In last week's Real Estate Tip of the Week, I discussed the escalation clause/addendum and how it can potentially help a buyer have the winning offer in a multiple offer situation. If you are looking to buy a home in the DC Metro area, you are probably aware that it is an extremely competitive market. Therefore, you will need every advantage you can get to win your dream home at the right price. Besides the escalation clause talked about last week, there are several things that you and your Realtor can do to make your offer standout in a noncompetitive or multiple offer situation. When reviewing multiple offers, a seller and their Realtor, will look at several factors besides just the offered sales price. The typical seller wants to get as much money as possible for their home with the fewest number of roadblocks ("hurdles") that can destroy the transaction from closing. These "hurdles" are the terms and contingencies in the contract. The fewer of them you have, the better it looks in the eyes of the seller. You can treat the time from contract acceptance to closing like the popular Track & Field event, the 110M hurdles. Each contingency you have in the contract represents a hurdle that you have to get past in order to get to the finish line. The more contingencies you have, the harder and slower it is to get to the finish line. Imagine a bad contingency as a really high hurdle and a good contingency as a really low hurdle. Sometimes there are certain contingencies that make it really hard to finish the race.
Now, I am not saying to remove all the contingencies when buying a house because it is important to protect yourself. However, there are certain situations where the terms of a contingency can be altered to reduce the amount of risk for the seller. So here are a few small ways to craft your offer to win the race (multiple offer situation) and reduce the risk of not making it to settlement. Remove the Appraisal Contingency The appraisal contingency is added to a contract to make sure the home is worth how much it is being sold for. You shouldn't always remove this contingency, but it can be a good one to remove if you are looking to buy a home such as a condo where there are exact comparables. For example, if you are buying a 2 BD/BTH condo for $500,000 in a condo building where the exact floor plan sold a few months earlier for $500,000, there's a 99.99% chance it will appraise for the list price. You have to make sure to compare all of the features but since most condos are the same inside, it can be an easy contingency to remove from the contract. Your lender will still probably require you to get an appraisal, but by removing the appraisal contingency, it's another potential hurdle that you remove in the eyes of the seller. Accommodating the Seller's Timeline Majority of sellers do not want to have two mortgages at once or sell their home before having a home to move into. Therefore, when you are about to submit an offer, have your Realtor talk to the listing agent to see what the Seller's timeline is. If you have a flexible schedule, try to accommodate the seller's needs. Sale and leaseback One way to accommodate the seller's needs is to do a sale and leaseback. This is when you buy the home and lease it back to the seller for an agreed upon time. It allows the buyer to get the home they want while allowing the seller the needed time to find another house or move out. Setting the Home Inspection Contingency Length Equal to the Condo Disclosure Deadline When buying a condo, the buyer has to be given a condo disclosure packet. Once receiving these documents, they have three days to decide whether or not they wish to cancel the purchase of the property. Thus, by making the home inspection contingency length the same as the condo disclosure contingency (3 days), you are minimizing the risk for the seller. If you have a good home inspector, three days shouldn't be an issue. Removing the Finance Contingency If you have a trusted lender, have great credit, and are very confident that you will receive financing for the purchase of the home, consider removing the finance contingency. Buyers don't always have this luxury, but if you can offer all cash for the home, that's even better. Offer a High Earnest Money Deposit When you submit an offer, you have to include an earnest money deposit (typically 1-2% of the sales price) as a way to prove to the seller that you are serious about the transaction. If you violate the contract, the seller is able to keep this money. One way to show that you are a very strong contender and give the seller confidence is to offer a large earnest money deposit such as 5%. If your contract is accepted, this money will be applied towards the final sales price. Have Short Timelines If you have to include a contingency in the sales contract, have a short deadline for it. For example, if you need a home inspection, make the deadline for it 5 days instead of 10 days. The less days a contingency exists, the better chance it has of being removed from the contract. Win Before the Bidding War Starts A great way to win a bidding war, is to avoid it all together. You can sometimes do this by getting to the seller early and offering them exactly what they want. Create a Personal Connection A personal letter from the buyer to the seller can sometimes make the difference between a winning and losing offer. It never hurts to be sentimental!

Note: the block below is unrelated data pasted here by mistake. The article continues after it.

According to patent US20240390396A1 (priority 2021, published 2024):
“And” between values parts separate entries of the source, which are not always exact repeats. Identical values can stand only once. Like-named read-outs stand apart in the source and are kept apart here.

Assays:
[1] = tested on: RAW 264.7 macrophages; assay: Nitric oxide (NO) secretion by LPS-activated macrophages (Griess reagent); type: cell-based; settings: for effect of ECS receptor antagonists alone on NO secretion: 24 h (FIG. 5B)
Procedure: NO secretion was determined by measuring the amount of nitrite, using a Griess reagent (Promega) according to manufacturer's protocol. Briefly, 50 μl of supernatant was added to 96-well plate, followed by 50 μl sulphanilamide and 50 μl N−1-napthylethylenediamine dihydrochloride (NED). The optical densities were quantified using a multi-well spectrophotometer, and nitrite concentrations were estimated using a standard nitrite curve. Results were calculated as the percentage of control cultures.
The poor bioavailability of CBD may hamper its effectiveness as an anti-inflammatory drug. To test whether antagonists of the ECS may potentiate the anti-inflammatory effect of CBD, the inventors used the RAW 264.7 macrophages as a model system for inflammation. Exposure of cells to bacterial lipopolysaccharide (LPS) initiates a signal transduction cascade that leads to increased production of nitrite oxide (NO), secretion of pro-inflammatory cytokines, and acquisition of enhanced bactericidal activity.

Sadly at the end of the day, the offer price might be the only thing the seller considers when reviewing an offer or multiple offers. So while removing or strengthening contingencies will make your offer more appealing, it is never guaranteed to work. If you end up on the losing side, stay positive, there's always another house!